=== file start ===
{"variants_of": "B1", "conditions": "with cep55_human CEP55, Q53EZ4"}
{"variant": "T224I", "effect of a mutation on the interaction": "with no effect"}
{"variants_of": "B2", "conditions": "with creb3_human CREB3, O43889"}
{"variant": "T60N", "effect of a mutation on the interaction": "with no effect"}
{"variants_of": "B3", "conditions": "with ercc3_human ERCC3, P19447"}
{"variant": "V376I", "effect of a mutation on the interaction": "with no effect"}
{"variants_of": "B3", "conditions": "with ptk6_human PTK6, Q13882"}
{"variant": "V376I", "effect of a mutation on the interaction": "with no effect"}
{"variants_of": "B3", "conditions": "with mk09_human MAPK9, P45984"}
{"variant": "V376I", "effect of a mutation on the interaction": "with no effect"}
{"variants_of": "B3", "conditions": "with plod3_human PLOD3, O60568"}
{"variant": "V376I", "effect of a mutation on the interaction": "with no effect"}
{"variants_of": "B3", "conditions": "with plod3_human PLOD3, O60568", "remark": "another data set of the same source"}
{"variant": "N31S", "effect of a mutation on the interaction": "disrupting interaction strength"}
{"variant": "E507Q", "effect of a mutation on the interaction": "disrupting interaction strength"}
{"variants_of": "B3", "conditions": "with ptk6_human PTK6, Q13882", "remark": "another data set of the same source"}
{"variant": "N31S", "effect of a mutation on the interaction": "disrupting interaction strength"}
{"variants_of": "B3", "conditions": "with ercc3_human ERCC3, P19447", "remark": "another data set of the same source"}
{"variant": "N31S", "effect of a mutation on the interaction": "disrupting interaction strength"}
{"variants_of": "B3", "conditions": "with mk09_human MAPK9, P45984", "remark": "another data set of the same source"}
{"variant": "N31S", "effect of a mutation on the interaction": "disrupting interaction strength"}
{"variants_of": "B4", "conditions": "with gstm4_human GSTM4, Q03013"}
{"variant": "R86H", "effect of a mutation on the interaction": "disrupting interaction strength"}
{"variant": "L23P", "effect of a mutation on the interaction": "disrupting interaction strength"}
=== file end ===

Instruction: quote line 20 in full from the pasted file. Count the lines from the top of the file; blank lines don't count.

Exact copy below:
{"variants_of": "B3", "conditions": "with mk09_human MAPK9, P45984", "remark": "another data set of the same source"}